For a pair of affordable true wireless earphones, the Noise Shots Rush packs in quite a few features. First, they come with an IPX5 sweat and water resistant rating, meaning the earphones can easily catch sweat and even light rain. However, do not immerse it in water. They are also powered by Bluetooth 5.0 and support the AAC codec. The Bluetooth range, according to the company, is about 10 meters or 33 feet. We couldn’t fully test this due to the lockdown, but they kept the connection going just fine when we moved to another room.

The Noise Shots Rush also comes equipped with full touch controls, as mentioned above. The controls are as follows: press once on either earbud to pause/play music, double tap the right side to increase the volume and left to decrease it, long press the right side to skip to the next song and the same on the left will take you to the previous song, and a double tap on either side will also answer calls. Long press on either side will also reject incoming calls.

In addition, three taps on the left earpiece’s touchpad will bring up your device’s voice assistant, while three taps on the right will activate game mode. You’ll know you’ve entered Game Mode when you hear the voice of a gunshot. Noise claims that Game Mode lowers latency to a low 85ms. We played PUBG Mobile with Game Mode turned on and there was almost no noticeable delay in the sound of the shots being fired, which is commendable. The earphones also come with an EQ with three fixed sound presets – Pop, Rock and Classic. Tapping the touchscreen on one of the earbuds four times cycles through the modes. The touch controls are extremely responsive and, for the most part, are intuitive. In the next section, we’ll take a closer look at the sound quality of the three EQ presets.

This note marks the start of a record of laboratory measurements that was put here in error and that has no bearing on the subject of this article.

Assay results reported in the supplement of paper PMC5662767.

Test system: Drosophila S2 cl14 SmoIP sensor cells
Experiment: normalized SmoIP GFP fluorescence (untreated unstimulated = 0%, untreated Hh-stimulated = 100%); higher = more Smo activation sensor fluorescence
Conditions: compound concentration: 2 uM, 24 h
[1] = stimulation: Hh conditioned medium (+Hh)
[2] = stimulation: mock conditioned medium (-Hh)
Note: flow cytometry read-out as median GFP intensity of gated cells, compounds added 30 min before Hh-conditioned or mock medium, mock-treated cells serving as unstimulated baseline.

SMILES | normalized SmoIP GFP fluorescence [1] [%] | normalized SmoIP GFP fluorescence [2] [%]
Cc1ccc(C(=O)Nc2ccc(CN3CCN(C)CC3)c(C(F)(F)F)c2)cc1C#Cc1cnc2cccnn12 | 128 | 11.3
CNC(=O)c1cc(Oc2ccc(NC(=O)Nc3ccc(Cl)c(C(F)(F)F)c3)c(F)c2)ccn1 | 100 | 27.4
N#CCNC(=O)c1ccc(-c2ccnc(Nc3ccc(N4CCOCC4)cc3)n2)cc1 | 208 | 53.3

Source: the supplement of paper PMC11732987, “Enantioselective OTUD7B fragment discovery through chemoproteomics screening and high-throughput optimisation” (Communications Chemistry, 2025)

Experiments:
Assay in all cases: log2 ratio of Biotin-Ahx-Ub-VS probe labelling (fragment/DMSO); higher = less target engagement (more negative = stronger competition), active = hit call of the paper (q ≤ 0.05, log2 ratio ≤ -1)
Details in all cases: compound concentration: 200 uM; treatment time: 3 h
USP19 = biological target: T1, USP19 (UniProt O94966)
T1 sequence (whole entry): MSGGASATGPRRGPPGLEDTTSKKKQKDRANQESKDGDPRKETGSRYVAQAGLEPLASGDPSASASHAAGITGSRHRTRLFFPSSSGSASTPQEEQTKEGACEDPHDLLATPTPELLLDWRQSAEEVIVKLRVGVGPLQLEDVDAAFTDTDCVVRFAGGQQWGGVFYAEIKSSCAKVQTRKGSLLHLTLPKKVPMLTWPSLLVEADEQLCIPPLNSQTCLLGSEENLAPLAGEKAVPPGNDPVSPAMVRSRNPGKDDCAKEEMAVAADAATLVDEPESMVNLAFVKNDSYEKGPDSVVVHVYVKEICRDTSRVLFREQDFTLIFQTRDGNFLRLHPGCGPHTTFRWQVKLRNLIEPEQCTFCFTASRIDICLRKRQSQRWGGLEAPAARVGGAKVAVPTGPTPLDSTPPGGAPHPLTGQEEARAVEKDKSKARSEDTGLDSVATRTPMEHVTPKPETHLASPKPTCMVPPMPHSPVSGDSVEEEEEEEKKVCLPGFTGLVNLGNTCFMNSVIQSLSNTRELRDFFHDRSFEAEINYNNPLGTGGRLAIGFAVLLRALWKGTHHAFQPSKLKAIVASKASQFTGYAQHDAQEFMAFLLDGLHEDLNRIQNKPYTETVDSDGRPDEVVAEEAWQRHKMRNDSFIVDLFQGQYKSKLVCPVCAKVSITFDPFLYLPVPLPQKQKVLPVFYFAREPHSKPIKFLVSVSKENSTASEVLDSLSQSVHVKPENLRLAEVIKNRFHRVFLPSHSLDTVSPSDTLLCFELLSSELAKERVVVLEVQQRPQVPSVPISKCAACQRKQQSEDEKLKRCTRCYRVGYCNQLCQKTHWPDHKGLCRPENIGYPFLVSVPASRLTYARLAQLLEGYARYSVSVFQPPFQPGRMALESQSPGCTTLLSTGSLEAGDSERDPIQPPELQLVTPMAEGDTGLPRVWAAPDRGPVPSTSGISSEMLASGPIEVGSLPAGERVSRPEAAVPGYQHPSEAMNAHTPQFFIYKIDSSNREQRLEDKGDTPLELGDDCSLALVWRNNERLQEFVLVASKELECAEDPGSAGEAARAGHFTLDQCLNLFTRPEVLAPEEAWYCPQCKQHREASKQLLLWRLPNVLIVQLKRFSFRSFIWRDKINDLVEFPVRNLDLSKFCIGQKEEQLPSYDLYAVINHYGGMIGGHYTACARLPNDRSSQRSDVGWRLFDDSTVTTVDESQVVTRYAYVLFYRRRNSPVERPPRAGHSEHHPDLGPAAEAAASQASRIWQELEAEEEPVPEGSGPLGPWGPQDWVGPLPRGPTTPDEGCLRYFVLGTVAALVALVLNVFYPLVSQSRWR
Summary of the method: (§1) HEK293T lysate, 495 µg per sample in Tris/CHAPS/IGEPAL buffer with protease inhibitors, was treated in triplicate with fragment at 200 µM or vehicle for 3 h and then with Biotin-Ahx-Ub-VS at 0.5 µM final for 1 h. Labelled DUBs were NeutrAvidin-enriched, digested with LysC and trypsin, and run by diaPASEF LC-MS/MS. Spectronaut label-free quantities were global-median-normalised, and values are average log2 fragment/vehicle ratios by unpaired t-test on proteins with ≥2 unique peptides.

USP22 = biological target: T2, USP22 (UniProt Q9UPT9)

Finally, the battery life of these earphones is quite good. The company claims that the earbuds can be used continuously for 6 hours while the charging case can top up the earbuds three times. That’s a total battery life of 24 hours, which is pretty respectable. In our testing, we found the company’s claim to be quite accurate. The earphones lasted just under 6 hours (about 5 hours, 45 minutes) on a single charge and we managed to charge the earphones a further 3 times before the case was empty.